This is a solidly made documentary (as you’d expect from the talent) about the issue of animal rights. It’s lovely that people are out there trying to make a difference on this and given my own (vegan) dietary choices, I’m certainly on-side with their struggle. However, it never really convinces me that the particular legal path they’re going down is the best avenue. Still, any attempt to help animals, even arguing for their “personhood”, is a good cause, and who knows, maybe we’ll all look back in 50 years and wonder that such rights ever needed fighting for. But for now, I do strongly wonder if slavery analogies are the most tactful in this respect.

Unlocking the Cage film posterCREDITS
Directors Chris Hegedus and D.A. Pennebaker; Cinematographer Hegedus; Length 90 minutes.
Seen at Curzon Bloomsbury (Bertha DocHouse), London, Thursday 16 June 2016.

Women Filmmakers: Molly Dineen

I’m doing a week focusing on ‘very long’ (3hr+) films, but most of these have been made by men, perhaps overeager to flex their cinematic clout or show off their stamina (amongst other things). However, there have been plenty of directors working in television who have pulled off longer-form work in the guise of mini-series and multi-part episodic drama. One such figure, working in the documentary form, is Molly Dineen, who like a British Frederick Wiseman, has been profiling institutions and work throughout her career. Her longest films are The Ark (1993) and In the Company of Men (1995), which respectively look at London’s zoo and the British Army (as deployed in Northern Ireland), but she also has a number of shorter works to her name. Her most recent film, Being Blacker (2018) is one I haven’t yet caught up with, but everything else I talk about below. All of these have been released by the BFI on the three-part DVD set The Molly Dineen Collection, which is well worth tracking down.

Continue reading “Women Filmmakers: Molly Dineen”

Blackfish (2013)

As someone who was never likely to trouble the doors of a marine theme park, at least not one that entertains audiences with orcas (known more commonly as ‘killer whales’ or ‘blackfish’) doing tricks, I’m probably not the target of this documentary. And I can’t say that any of what it presents is really a surprise, except in so far as I’d never really thought about the practice of running such a theme park. But it turns out that it entails a fair amount of animal cruelty, not to mention some brazen disregard for the safety of human trainers. I have no doubt that working practices for the humans have improved at SeaWorld and other such facilities presented here, but to a certain extent this documentary isn’t even about the trainers — though the deaths of several of them are covered — but about the whales. Chief among them is Tilikum, a whale who has not only lived longer than many in captivity (reaching over 30 years, though still a fraction of an orca’s lifespan in the wild), but has also sired a huge number of SeaWorld’s orca stock, and, as it happens, caused the injury and deaths of more than one trainer. The chief insight then is into the lifespan of a captive orca, using ‘Tilly’ as an example: from capture, to being passed around a number of parks, kept in a variety of conditions, and required to take part in shows for sometimes scant reward. All of this, Blackfish suggests, seems to contribute to a level of psychosis in the whale that leads to them lashing out. Whatever the reasons for the whales’ violence under captivity, the clear message remains that capturing them and exploiting them for entertainment is just a bad idea for everyone who’s involved in it.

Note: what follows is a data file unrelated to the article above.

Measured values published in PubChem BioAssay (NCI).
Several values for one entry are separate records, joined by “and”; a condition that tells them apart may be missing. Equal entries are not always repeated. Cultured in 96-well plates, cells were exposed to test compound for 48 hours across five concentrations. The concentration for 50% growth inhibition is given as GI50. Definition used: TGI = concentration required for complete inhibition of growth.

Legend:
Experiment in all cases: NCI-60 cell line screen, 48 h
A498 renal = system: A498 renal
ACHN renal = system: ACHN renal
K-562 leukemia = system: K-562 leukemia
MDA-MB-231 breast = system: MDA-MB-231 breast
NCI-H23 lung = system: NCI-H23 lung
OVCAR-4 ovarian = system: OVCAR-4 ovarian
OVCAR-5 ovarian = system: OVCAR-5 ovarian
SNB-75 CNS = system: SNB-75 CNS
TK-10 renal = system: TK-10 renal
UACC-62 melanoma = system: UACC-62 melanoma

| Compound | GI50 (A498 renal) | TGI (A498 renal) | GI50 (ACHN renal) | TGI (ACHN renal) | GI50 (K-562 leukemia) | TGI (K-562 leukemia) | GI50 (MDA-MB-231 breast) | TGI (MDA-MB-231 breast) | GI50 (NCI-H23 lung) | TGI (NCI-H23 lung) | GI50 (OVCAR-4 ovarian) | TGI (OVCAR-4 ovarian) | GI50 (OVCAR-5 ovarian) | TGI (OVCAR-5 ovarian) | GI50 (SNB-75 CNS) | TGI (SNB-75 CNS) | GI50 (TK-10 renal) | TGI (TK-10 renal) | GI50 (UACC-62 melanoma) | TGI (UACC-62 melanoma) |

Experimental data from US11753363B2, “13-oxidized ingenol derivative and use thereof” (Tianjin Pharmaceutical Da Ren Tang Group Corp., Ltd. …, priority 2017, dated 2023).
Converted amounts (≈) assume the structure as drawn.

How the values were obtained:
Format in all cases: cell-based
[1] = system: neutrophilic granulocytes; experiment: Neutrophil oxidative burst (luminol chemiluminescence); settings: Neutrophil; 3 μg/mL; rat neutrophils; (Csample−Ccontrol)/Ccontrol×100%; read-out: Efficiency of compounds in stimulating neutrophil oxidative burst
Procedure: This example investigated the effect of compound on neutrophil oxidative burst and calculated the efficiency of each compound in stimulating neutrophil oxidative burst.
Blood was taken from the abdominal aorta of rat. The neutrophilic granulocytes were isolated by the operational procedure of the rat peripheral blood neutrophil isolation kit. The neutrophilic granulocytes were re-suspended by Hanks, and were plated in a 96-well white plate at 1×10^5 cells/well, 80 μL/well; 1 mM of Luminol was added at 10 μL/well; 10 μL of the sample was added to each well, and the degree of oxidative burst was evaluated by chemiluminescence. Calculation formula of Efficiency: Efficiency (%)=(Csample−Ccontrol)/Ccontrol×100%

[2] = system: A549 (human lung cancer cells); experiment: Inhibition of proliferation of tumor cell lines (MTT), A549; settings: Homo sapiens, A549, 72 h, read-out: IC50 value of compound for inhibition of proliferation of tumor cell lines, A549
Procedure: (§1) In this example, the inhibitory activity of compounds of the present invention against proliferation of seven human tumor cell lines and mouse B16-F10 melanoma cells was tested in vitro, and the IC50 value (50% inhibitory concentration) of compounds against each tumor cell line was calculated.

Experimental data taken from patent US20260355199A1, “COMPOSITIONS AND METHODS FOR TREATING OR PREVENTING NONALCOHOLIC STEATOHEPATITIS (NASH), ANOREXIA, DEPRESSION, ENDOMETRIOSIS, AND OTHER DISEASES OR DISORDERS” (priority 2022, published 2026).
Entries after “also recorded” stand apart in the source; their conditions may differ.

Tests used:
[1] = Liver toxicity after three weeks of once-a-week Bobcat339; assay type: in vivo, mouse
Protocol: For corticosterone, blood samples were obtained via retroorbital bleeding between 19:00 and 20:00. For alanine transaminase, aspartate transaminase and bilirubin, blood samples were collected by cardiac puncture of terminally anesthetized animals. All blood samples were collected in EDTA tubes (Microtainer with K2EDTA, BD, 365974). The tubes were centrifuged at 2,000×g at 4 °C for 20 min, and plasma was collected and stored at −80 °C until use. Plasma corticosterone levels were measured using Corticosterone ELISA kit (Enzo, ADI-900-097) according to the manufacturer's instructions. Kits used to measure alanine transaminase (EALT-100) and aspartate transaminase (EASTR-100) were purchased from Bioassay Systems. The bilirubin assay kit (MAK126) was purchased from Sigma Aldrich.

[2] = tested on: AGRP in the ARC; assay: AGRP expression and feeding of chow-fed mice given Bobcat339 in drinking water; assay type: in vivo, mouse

Blackfish film posterCREDITS
Director Gabriela Cowperthwaite; Writers Cowperthwaite, Eli Despres and Tim Zimmermann; Cinematographers Jonathan Inglis and Christopher Towey; Length 83 minutes.
Seen at home (Netflix streaming), London, Monday 21 September 2015.